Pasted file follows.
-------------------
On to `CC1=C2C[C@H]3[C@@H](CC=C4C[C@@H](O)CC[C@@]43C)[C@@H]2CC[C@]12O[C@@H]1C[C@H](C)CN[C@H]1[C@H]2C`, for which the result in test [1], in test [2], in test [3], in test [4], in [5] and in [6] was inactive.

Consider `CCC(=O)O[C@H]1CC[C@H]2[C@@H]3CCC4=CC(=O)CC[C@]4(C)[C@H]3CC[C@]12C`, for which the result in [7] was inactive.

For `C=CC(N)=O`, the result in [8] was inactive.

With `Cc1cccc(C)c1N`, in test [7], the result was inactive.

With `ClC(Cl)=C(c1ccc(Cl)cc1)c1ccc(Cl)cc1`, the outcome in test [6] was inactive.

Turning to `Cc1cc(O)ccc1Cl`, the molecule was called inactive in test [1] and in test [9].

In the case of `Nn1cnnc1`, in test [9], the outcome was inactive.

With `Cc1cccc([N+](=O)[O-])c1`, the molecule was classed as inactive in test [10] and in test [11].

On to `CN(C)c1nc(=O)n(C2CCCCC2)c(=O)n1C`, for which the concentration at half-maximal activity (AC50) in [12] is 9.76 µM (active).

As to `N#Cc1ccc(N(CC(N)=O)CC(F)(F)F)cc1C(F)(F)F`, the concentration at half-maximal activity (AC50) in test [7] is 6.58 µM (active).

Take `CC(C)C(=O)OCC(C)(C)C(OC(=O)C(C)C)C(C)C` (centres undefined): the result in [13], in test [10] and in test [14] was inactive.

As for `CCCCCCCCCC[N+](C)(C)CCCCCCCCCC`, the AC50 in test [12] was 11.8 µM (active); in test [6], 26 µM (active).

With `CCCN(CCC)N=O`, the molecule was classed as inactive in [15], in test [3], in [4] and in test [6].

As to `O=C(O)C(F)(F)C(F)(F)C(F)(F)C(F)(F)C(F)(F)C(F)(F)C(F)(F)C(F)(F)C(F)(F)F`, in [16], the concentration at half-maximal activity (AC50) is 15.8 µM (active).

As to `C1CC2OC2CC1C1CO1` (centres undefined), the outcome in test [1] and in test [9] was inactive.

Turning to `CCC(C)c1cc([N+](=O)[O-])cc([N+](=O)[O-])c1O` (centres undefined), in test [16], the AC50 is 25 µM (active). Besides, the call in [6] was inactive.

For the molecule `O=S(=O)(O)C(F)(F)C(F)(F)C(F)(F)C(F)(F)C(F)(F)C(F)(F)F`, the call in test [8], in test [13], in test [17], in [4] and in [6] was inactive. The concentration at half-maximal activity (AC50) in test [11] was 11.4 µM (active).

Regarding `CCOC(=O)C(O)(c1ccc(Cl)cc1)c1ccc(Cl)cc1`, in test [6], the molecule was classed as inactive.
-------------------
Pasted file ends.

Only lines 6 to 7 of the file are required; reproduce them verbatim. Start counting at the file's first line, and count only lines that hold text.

Turning to `Cc1cc(O)ccc1Cl`, the molecule was called inactive in test [1] and in test [9].

In the case of `Nn1cnnc1`, in test [9], the outcome was inactive.